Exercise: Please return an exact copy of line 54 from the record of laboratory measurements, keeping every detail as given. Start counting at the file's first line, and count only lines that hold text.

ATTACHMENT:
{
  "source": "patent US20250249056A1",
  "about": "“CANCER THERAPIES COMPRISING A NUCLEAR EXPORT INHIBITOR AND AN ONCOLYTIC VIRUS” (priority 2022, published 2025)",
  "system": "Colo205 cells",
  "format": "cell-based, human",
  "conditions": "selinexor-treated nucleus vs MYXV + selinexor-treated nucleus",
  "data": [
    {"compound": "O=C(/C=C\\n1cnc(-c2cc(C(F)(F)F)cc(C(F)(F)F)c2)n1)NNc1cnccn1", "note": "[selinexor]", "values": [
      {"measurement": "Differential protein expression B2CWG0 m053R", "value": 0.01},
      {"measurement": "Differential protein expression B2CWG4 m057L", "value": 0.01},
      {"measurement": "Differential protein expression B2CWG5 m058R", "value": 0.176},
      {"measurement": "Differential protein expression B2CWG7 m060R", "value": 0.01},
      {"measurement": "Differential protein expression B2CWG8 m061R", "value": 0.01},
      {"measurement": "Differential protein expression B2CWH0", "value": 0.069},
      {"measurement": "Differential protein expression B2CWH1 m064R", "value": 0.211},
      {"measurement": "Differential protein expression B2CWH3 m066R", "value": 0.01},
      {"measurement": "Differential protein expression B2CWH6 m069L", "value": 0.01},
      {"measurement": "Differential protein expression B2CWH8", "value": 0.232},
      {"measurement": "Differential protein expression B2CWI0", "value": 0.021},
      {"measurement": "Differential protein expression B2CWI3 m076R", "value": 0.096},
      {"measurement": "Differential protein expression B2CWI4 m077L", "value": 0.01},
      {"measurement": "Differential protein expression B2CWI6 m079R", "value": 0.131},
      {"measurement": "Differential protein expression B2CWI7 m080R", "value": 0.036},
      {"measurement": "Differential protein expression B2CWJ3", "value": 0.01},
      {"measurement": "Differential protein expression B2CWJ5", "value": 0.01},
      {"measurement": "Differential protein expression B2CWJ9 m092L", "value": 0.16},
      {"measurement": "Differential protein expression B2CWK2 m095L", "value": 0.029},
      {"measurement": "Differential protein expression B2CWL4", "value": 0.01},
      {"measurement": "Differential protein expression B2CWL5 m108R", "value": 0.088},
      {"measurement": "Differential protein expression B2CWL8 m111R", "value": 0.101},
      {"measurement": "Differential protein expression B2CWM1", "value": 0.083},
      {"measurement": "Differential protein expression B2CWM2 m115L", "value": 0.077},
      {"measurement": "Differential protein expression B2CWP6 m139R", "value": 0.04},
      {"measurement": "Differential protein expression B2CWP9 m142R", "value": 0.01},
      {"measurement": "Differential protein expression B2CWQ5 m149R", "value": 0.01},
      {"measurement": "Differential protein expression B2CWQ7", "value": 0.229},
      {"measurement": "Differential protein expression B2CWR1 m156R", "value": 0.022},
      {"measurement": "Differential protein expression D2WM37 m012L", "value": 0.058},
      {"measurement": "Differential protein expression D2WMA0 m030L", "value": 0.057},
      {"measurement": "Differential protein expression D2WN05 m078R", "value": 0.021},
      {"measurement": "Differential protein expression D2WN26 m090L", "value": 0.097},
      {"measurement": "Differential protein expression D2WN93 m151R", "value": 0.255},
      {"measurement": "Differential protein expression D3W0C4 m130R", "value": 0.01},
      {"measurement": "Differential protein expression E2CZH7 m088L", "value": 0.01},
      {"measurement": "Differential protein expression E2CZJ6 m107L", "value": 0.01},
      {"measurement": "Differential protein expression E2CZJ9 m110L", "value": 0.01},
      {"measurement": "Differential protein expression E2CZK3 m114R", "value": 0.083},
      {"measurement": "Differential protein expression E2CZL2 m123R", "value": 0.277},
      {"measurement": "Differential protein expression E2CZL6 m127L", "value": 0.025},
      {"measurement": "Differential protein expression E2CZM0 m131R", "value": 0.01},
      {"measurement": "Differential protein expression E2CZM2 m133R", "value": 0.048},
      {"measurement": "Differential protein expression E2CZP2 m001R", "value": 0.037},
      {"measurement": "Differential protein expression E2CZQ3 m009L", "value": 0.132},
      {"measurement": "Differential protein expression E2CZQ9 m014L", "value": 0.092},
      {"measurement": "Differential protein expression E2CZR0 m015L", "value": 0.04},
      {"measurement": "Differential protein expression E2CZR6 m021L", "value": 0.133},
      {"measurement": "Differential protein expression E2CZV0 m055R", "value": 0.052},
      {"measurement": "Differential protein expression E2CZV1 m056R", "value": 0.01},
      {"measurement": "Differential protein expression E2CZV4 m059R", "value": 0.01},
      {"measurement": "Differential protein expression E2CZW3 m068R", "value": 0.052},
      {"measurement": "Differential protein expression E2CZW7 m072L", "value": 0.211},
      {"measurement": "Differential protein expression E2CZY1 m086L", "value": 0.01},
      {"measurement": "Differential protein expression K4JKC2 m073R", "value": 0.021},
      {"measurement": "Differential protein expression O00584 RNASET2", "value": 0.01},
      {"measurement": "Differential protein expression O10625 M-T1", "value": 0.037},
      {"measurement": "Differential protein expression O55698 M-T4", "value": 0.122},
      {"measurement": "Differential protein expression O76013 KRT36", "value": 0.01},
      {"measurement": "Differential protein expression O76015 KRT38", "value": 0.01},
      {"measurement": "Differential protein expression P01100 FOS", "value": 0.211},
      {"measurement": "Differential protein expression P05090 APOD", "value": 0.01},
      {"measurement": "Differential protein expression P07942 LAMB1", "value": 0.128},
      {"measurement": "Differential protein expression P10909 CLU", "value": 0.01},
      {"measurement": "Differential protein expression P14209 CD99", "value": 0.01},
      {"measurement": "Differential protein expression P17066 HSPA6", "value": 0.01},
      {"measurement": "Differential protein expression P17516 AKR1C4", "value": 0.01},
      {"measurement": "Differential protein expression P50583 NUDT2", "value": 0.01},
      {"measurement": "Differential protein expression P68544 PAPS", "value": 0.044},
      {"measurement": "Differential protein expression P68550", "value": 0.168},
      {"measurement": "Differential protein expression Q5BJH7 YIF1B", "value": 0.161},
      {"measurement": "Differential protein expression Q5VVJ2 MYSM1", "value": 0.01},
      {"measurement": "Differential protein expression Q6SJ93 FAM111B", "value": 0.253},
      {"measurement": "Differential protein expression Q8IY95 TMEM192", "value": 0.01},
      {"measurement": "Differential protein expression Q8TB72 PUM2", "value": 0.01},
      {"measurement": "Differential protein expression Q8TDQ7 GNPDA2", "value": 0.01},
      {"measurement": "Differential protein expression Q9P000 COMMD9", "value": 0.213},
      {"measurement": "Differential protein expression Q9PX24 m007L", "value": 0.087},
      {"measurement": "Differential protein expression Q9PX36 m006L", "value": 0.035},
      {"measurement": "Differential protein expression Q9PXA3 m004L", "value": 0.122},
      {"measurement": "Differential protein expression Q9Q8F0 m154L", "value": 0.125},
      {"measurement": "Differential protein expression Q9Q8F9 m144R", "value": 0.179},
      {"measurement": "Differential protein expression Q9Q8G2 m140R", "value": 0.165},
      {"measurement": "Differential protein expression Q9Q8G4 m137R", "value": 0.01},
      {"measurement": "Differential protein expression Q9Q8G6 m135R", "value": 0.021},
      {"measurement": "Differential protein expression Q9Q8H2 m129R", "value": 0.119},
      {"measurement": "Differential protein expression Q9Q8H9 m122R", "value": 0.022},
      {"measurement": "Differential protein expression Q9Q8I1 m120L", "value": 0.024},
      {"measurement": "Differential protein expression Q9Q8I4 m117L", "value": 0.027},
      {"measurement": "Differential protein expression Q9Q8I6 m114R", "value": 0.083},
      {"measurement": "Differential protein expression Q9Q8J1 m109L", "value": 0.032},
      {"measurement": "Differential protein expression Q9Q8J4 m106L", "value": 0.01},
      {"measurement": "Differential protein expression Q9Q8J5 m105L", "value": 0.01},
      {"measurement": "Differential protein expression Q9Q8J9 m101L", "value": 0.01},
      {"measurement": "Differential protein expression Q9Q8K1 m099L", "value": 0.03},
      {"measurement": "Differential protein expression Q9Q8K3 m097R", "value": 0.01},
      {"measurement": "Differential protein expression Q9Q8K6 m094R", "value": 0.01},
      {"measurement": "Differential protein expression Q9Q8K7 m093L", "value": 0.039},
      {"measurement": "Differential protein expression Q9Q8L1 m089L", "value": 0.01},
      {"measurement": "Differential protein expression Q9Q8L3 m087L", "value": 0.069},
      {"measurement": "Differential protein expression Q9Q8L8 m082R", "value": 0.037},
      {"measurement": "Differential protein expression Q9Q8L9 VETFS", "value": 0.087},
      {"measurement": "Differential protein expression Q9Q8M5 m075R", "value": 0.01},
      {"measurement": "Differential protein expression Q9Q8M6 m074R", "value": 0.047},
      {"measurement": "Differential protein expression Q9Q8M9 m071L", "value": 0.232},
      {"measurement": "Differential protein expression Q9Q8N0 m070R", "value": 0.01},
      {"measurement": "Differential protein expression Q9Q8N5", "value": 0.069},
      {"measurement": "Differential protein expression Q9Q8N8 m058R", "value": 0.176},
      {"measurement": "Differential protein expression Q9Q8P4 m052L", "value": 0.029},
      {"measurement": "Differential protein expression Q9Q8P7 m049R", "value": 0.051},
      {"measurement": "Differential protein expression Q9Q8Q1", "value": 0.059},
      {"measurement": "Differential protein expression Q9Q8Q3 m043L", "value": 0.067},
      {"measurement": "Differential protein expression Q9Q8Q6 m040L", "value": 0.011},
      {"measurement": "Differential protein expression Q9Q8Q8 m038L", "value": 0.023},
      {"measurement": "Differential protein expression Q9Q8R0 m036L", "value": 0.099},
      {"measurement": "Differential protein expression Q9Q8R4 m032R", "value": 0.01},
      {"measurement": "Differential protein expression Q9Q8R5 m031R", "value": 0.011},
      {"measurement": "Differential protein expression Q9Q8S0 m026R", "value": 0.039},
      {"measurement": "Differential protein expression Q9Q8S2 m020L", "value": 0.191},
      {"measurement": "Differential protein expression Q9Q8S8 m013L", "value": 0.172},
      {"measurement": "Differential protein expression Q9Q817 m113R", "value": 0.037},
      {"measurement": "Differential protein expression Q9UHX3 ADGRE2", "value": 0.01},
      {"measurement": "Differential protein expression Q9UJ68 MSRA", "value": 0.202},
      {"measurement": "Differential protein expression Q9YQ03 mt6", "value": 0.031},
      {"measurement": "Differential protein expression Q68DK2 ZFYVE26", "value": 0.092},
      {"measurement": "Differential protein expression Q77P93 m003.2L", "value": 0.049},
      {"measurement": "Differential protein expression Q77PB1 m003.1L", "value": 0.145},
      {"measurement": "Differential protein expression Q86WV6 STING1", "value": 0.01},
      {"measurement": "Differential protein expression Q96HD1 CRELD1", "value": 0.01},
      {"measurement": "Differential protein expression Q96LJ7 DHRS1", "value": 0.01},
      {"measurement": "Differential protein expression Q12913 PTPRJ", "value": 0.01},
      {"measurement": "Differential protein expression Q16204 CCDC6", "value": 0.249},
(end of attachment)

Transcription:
      {"measurement": "Differential protein expression E2CZQ9 m014L", "value": 0.092},